Town of Dryden asks top court to uphold fracking bans


A central New York town is asking the state’s top court to reject a request to appeal decisions that have upheld its local hydrofracking ban, arguing that previous decisions against a previous appeal should be enough to uphold it.

Since a mid-level appeals court ruled unanimously that the ban in the Tompkins County town of Dryden is legal, a lawyer for Norse Energy Corp. had to ask permission to appeal to the state Court of Appeals. The attorney, Tom West, made that request earlier this month.

In a court filing Thursday, an attorney for the Tompkins County town of Dryden called on the court to turn down West’s request.

“At this point, we don’t think there’s anything left to resolve,” Dryden Supervisor Mary Ann Sumner said in a statement. “Our town clearly has the right, enshrined in our state constitution and upheld by the courts, to decide how land is used within our town borders.”

Out of 999 requests to appeal non-split Appellate Division decisions in 2012, just 64 were granted.

The Dryden case and a similar one in the Otsego County town of Middlefield are expected to set a statewide precedent as to whether local governments can ban gas drilling and fracking. High-volume fracking is still on hold in New York as the Department of Environmental Conservation and Department of Health weigh its merits.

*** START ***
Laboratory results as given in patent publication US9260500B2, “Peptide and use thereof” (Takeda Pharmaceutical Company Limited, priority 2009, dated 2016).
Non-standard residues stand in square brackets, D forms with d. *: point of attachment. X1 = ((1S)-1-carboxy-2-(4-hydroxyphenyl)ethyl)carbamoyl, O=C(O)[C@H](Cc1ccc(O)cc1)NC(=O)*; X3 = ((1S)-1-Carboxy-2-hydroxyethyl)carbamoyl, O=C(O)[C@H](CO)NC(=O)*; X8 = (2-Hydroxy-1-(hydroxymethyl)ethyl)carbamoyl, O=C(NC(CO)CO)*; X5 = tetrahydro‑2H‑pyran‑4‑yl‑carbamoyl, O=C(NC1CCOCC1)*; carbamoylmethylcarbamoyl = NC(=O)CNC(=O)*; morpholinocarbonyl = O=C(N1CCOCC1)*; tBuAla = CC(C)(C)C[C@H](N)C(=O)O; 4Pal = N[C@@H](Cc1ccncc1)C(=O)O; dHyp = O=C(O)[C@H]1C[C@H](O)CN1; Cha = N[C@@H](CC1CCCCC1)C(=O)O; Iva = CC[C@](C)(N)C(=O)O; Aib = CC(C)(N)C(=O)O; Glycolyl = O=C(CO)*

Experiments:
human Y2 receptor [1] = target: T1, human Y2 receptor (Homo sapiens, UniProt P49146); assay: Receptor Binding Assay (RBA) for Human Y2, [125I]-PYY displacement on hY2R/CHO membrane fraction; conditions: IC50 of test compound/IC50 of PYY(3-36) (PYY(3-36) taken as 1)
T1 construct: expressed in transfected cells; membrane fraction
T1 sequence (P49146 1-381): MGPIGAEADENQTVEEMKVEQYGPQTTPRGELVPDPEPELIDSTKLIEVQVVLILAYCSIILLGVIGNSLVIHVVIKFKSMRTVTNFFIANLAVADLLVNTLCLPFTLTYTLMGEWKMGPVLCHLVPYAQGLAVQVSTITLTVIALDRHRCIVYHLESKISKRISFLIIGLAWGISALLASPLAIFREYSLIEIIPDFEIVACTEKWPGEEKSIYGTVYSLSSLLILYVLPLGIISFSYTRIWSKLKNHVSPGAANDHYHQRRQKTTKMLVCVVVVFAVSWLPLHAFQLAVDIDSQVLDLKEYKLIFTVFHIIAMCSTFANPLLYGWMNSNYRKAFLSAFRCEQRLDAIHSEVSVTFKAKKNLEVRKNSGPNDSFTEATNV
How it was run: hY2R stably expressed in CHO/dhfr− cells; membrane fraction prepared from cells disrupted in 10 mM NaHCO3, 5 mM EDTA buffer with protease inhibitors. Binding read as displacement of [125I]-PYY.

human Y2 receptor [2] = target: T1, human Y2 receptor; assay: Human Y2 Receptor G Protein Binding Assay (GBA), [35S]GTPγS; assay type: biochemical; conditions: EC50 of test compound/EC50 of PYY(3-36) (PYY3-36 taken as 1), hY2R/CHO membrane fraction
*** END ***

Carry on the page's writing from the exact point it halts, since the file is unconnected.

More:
Here’s the Dryden filing, courtesy of Earthworks Earthjustice, the group representing Dryden:

Letter Opposing Norse Appeal


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  1. carol tansey on

    Not only has Dryden’s anti-fracking law UNANIMOUSLY been upheld at the Appellate Court level, but also BOTH the towns of Dryden and Middleton have successfully passed anti-fracking laws within their respective borders.

    The public has spoken.

  2. Taxpayer1301 on

    Fracking and all forms of mineral extraction harm rather than help the economies of communities like Dryden. Fracking harms public health and endangers as well as destroys local environments. So, having a ban and defending it in court is just common sense. Good for Dryden!

  3. Since the lower courts both unanimously decided in favor of Home Rule and the towns people have passed laws, what does the high court need to understand further. As another writer said “The people have spoken”